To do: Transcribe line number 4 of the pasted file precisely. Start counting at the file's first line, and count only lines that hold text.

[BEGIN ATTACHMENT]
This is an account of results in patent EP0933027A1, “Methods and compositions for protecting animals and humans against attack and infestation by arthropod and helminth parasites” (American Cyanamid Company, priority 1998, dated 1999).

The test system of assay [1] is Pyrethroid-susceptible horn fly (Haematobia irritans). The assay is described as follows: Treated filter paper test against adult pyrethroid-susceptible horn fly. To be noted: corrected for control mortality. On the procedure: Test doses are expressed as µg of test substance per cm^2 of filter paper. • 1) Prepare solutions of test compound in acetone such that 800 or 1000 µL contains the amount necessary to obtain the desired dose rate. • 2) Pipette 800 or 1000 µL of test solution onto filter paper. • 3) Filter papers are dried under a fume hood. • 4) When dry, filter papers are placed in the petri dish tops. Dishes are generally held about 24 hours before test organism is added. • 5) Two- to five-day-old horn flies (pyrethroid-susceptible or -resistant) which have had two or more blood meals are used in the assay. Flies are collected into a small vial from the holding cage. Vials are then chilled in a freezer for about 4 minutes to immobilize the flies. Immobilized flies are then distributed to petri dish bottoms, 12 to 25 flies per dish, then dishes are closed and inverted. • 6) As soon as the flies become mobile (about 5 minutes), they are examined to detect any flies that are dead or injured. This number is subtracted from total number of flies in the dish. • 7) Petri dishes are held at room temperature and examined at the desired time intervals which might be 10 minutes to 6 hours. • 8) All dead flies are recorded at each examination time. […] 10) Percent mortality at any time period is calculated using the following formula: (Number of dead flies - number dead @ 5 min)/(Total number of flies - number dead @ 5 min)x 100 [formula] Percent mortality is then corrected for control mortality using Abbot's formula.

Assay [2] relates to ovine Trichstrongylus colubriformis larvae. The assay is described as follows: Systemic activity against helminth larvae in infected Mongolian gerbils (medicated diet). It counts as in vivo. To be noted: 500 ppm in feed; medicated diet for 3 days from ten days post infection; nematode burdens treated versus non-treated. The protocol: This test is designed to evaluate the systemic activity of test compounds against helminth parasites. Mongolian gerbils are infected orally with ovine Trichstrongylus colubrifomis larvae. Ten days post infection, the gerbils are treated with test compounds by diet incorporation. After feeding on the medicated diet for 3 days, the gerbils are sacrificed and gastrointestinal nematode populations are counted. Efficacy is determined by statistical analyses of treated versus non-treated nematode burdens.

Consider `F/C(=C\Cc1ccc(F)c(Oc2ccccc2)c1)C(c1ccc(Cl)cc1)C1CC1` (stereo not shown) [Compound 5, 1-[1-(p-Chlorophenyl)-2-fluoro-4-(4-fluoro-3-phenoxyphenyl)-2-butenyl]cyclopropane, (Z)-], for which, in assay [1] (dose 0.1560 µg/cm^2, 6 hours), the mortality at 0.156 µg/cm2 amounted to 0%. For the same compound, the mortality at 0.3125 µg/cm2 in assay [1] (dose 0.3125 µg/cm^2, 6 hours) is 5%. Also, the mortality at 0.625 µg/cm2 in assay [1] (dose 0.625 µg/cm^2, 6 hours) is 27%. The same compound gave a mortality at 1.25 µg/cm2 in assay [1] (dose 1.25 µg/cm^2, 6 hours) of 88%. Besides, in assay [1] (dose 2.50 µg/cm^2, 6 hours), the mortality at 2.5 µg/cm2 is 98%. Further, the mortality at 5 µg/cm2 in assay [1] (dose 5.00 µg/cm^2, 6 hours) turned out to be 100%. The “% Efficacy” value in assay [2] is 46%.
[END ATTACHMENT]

Consider `F/C(=C\Cc1ccc(F)c(Oc2ccccc2)c1)C(c1ccc(Cl)cc1)C1CC1` (stereo not shown) [Compound 5, 1-[1-(p-Chlorophenyl)-2-fluoro-4-(4-fluoro-3-phenoxyphenyl)-2-butenyl]cyclopropane, (Z)-], for which, in assay [1] (dose 0.1560 µg/cm^2, 6 hours), the mortality at 0.156 µg/cm2 amounted to 0%. For the same compound, the mortality at 0.3125 µg/cm2 in assay [1] (dose 0.3125 µg/cm^2, 6 hours) is 5%. Also, the mortality at 0.625 µg/cm2 in assay [1] (dose 0.625 µg/cm^2, 6 hours) is 27%. The same compound gave a mortality at 1.25 µg/cm2 in assay [1] (dose 1.25 µg/cm^2, 6 hours) of 88%. Besides, in assay [1] (dose 2.50 µg/cm^2, 6 hours), the mortality at 2.5 µg/cm2 is 98%. Further, the mortality at 5 µg/cm2 in assay [1] (dose 5.00 µg/cm^2, 6 hours) turned out to be 100%. The “% Efficacy” value in assay [2] is 46%.